About the artist


Robert Zeller is an artist and writer, living in Brooklyn. Zeller received a BFA from the Boston Museum School and Tufts University and an MFA from the New York Academy of Art. In addition, he continued his study of classical form with private anatomical study with the sculptor Sabin Howard, and also at the Water Street Atelier.  

He is the recipient of two Posey Fellowships in 1998 and 2000, respectively, and won a Pollock-Krasner Foundation Grant in 2007. Zeller has exhibited his artwork in Los Angeles, Houston, and Paris.

 In January 2009, he founded the Teaching Studios of Art, an school devoted to teaching tractional techniques to artists of all ages and skill levels.

He has written a book about the Figure for Monacelli Press, called The Figurative Artist's Handbook which was released in April 2017. In addition, he has written essays for The Brooklyn Rail and Drawing Magazine. In 2014, he was the subject of a feature profile in Professional Artist Magazine. He has been quoted or written about in several national publications regarding The Teaching Studios of Art, including American Artist and Studios magazines.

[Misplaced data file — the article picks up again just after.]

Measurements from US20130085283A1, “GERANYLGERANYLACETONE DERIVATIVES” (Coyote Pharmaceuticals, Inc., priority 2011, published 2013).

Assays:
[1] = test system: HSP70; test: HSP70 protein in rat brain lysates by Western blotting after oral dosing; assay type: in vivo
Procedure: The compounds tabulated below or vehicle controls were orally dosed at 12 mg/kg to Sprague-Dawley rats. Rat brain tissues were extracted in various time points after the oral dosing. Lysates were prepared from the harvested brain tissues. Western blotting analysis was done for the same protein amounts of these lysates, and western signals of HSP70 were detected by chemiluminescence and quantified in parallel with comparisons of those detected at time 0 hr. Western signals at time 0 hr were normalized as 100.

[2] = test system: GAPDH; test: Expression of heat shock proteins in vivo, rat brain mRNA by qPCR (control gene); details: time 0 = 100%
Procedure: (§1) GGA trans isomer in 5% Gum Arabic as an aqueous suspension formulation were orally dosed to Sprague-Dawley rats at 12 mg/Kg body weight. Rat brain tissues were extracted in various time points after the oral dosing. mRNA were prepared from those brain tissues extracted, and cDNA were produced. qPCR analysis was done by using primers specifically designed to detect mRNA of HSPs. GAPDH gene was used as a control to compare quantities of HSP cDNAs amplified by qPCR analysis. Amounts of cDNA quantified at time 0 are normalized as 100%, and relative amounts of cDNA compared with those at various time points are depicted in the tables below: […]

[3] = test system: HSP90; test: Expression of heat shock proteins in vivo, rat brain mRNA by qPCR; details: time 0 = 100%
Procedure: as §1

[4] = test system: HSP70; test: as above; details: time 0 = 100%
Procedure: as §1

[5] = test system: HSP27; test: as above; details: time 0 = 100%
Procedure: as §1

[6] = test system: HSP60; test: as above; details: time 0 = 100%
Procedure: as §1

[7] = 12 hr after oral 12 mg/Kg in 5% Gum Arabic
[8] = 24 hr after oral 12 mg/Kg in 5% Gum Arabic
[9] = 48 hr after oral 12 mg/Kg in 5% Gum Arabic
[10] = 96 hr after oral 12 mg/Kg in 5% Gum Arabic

He is the co-curator of the upcoming exhibition, The New Baroque, at Booth Gallery in NYC in November 2017. The show is based on his book on the figure, but moves beyond the boundaries of the original text.  


Artist's Statement
While I am influenced a great deal by contemporary figurative artists as diverse as Neo Rausch and Bo Bartlett, the truth is I have been fascinated by Renaissance painting my entire life. Part of this is due to a Catholic upbringing in New Orleans. As a child, I remember having dreams about angels swirling around the ceiling in my room as I drifted off to sleep. I was a little different, even then. There is something grand and sweepingly bold about the great Italian and Northern European artists in the 15th and 16th centuries. I wanted to be like them. I wanted to grow up and draw like Michelangelo, paint like Titian and Leonardo, design compositions like Tintoretto, etc. These men were giants to me in the best possible way.

But, as someone who reads philosophy, psychology and Joseph Campbell,  I know that the subconscious rules the conscious, and in fact all of us. There is no going back in time for artistic answers, but there is a point to traveling inward.  So I have learned to accept it:

I am a Surrealist in sheep’s clothing. 


Photograph by Sandro Baebler Photography